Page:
There is something about February. The weather is glorious and the days are now longer – and these two factors never fail to whet my appetite. When it is sunny and cold all at the same, I feel like digging my teeth into something meaty. And pork is always on top of my list of to-eats.
I did have some excellent pork belly last week. We had gone to a restaurant called Perch in Khan Market (they have an outlet in Basant Lok, too). I’d heard about Perch but never eaten there. So one fine evening, I landed up there with a group of friends, thinking of pork and eagerly licking my chops.
Pork does that to me. The first dish that I cooked for friends and family, many eons ago, was chilli pork – in which I marinated small pork pieces with sauces, dusted them with flour, fried them, and then let them simmer in a thick sauce prepared with onions and green pepper. Another time, a friend and I cooked the most delicious pork chops ever by adding everything that we could lay our hands on – mango chutney, ketchup, some Bloody Mary and a bit of whiskey – to the chops. I don’t remember much of the evening, but the chops, I do recall, were superb.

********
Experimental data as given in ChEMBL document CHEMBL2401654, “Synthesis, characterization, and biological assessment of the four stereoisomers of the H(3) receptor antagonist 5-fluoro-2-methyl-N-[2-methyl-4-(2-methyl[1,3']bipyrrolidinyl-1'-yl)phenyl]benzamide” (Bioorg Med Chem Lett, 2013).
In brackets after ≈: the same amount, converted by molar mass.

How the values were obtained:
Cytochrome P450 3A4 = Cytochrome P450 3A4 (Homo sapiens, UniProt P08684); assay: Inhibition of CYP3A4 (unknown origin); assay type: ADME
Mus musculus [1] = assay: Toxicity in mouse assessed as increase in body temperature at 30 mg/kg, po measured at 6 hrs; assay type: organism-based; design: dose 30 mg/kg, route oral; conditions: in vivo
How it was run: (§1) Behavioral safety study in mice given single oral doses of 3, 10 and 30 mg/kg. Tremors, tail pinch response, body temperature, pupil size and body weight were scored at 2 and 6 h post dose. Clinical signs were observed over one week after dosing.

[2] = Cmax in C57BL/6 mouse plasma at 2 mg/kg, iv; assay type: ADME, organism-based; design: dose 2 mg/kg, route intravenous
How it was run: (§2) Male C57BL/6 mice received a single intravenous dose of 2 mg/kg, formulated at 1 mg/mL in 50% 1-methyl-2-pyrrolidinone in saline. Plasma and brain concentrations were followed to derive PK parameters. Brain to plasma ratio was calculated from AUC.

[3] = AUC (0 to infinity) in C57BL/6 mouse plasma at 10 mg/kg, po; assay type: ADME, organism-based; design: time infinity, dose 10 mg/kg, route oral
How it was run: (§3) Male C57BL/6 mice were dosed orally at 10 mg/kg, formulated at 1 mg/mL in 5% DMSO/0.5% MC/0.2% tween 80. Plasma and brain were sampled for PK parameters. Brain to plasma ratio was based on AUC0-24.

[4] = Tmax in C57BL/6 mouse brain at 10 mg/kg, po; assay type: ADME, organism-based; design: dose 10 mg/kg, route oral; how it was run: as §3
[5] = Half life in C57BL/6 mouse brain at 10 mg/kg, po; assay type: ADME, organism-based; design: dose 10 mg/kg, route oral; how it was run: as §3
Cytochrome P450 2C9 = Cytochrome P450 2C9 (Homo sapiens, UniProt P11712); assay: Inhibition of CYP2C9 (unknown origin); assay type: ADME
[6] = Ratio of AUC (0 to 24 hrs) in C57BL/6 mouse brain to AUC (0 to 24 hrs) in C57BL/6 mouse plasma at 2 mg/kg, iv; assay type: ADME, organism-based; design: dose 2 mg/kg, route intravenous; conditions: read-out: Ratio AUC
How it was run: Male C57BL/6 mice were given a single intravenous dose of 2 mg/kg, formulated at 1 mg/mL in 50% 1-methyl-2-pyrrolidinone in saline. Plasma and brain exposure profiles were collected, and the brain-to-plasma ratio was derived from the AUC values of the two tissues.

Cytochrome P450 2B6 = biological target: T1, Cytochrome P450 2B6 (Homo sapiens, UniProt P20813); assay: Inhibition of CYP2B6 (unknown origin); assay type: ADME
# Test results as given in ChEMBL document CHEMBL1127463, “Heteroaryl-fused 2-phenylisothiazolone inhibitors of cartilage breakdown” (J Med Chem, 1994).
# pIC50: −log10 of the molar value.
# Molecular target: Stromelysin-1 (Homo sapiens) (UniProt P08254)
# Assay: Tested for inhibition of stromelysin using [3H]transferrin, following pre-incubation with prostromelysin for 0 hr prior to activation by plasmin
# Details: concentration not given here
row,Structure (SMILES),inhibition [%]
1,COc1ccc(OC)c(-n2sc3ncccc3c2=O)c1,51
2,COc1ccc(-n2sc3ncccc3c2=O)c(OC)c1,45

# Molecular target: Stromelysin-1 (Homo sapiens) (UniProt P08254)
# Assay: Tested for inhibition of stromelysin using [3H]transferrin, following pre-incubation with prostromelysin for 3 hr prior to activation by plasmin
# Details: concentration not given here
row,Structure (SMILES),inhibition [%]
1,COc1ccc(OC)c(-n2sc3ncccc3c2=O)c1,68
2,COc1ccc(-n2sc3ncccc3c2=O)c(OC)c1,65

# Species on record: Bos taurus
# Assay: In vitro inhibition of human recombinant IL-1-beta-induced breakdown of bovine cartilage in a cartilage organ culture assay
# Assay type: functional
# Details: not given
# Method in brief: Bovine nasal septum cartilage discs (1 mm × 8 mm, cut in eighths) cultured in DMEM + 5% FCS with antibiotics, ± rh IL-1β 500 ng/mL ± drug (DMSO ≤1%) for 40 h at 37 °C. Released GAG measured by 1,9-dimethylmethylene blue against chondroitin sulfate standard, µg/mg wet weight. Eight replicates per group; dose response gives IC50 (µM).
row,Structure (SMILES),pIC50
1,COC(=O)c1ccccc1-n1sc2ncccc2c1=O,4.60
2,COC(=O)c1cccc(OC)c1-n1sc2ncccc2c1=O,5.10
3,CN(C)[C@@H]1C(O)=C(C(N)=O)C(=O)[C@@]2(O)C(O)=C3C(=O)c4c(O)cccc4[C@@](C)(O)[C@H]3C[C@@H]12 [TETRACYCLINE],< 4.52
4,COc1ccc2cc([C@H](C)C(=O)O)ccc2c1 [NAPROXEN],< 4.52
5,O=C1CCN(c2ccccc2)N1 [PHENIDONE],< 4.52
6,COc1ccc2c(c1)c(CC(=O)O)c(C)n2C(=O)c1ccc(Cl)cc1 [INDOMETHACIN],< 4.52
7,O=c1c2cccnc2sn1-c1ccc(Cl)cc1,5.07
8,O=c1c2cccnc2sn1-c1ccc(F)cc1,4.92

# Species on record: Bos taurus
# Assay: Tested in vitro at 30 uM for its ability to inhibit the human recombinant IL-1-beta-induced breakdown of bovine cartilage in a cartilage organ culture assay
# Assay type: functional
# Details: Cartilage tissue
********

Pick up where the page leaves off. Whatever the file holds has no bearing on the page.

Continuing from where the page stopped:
The Belgian pork with apple jus at Perch was equally divine. It was soft, wonderfully moist and with just the right flavours. Apple is something that goes very well with pork, and the jus was thick, sweet and mildly tart.
Perch is a nice place, minimalistic, yet cheerful. We ate quite a bit and every dish -- from the chicken liver parfait with poached pears (see recipe below), black rice and mushroom risotto to the sous vide chili lime spring chicken with lemon thyme jus – was just right. The risotto had the fragrant flavours of truffle oil and the parfait was deliciously smooth and creamy. The chicken sous vide (a form of sealed cooking) was tender and juicy.
Among the appetisers, the dish that I enjoyed the most was the pork scotch egg, served with white wine mustard and grape emulsion. Scotch eggs are hard boiled eggs usually coated with minced lamb; here it had a minced pork casing, which added both flavour and taste to the dish.
I had a chat with the chef, a young man called Agnibh Mudi, later, and learnt that his stress is on fresh ingredients. “We use a lot of seasonal vegetables – such as pui saag in winter – in our dishes, or local ingredients such as the Bengali kasundi mustard sauce, which is served with wilted greens and fish,” he says.
The chef is now planning out his Spring Menu, focusing on salads with greens, artichokes, turnips and seasonal fruits. “We will serve exotic vegetables such as Swiss chard, but also a host of other vegetables,” he says.
I look forward to the new menu. I plan to try out the pork once again, sometime next month. There is, after all, something about March, too.
(Rahul Verma has been writing on food for over 25 years now. And, after all these years, he has come to the conclusion that the more he writes, the more there is left to be written)
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